I was originally worried the Trial of the Hero might wind up being a boring test of endurance. Now that I know I'm getting a more fleshed-out Eventide Island quest, I'm pumped to whack Bokoblins with a stick, take their cheap wooden weapons, and keep working my way up. Link, my boy, you're about to climb one hell of a career ladder.

Better hope it doesn't start raining while you're climbing said ladder.

Featured Midboss of the Week

The Atari 2600 was one of my first game consoles (my actual first was the ColecoVision), but few games on the systems enchanted me the way most NES games did. There was one big exception, and anyone who's followed my writing since my 1UP days (thank you!) probably knows what it is: Solaris, a space exploration / shooting game that launched late in the 2600's life.

Solaris' graphics, concept, and AI are all highly advanced for an Atari game. The game pits you against a vicious menagerie of alien pilots (all of whom want humanity dead, of course), and some are cleverer than others. The alien ships I want to talk about are the deadliest scourge in the galaxy: The dreaded Cobra ships.

I'd rather hug and kiss a real cobra than get in a scrap with these guys.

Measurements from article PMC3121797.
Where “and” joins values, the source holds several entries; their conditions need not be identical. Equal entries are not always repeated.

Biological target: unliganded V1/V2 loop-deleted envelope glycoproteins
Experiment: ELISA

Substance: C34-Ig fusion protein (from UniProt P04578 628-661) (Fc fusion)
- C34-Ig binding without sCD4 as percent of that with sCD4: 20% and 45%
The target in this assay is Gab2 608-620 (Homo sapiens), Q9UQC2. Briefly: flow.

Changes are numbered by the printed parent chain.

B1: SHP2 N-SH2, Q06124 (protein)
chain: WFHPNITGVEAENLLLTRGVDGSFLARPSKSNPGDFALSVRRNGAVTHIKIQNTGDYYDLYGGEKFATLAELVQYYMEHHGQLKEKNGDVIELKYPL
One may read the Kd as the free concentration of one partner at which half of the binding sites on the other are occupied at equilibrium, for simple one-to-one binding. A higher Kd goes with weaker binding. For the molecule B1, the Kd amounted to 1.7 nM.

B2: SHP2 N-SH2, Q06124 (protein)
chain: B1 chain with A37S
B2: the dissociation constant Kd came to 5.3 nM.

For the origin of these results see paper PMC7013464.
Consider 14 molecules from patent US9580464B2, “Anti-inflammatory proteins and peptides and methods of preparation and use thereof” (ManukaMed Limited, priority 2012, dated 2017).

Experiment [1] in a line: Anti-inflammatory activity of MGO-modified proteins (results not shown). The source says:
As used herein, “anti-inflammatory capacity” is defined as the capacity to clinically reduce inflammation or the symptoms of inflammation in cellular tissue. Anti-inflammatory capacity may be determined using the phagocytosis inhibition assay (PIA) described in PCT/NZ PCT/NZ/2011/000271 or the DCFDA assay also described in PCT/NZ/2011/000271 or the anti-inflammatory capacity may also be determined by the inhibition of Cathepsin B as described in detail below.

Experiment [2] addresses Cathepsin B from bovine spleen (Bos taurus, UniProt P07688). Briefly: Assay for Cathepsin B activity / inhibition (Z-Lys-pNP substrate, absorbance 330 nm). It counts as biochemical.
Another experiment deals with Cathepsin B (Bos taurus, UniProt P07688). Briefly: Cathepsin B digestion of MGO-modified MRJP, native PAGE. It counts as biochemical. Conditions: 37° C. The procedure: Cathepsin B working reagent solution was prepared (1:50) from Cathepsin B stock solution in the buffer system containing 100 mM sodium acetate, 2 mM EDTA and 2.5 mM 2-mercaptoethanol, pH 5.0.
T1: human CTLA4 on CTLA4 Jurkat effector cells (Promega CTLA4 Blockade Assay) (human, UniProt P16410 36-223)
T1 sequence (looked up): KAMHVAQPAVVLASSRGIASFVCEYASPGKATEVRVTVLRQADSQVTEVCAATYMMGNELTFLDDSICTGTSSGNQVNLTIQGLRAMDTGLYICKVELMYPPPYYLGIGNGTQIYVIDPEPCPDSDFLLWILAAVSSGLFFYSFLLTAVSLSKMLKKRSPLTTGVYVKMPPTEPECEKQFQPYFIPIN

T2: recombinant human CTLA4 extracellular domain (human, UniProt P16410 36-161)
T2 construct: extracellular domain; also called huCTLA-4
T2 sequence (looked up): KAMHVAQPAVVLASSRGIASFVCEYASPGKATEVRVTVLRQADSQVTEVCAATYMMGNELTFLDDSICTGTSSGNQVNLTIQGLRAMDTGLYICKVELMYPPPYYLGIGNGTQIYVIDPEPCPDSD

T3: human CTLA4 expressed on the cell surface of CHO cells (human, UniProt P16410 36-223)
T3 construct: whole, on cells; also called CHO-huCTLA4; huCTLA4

No, not the kind of "Co-BRAAAAA!" that brings GI Joe running. These Cobras actually have their stuff together. They weave, duck, dodge, and zig-zag while shooting relentlessly. If one of their star-shaped projectiles hits you, it sucks up precious fuel and it damages your precious radar system. You can't refuel and fix your radar until you find a friendly base, but those become more and more scarce as you plunge deeper into space. Unsurprisingly, Cobra ships become increasingly common the further you wander from safe territory.

They're deadly vessels, but at least their shifting rainbow hues are nice to look at. You get just enough time to say "Hey, I didn't know the Atari could do that!" before you're blasted into bits of space dust.

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Nadia Oxford

Staff Writer

Nadia has been writing about games for so long, only the wind and the rain (or the digital facsimiles thereof) remember her true name. She's written for Nerve,, Gamepro, IGN, 1UP, PlayStation Official Magazine, and other sites and magazines that sling words about video games. She co-hosts the Axe of the Blood God podcast, where she mostly screams about Dragon Quest.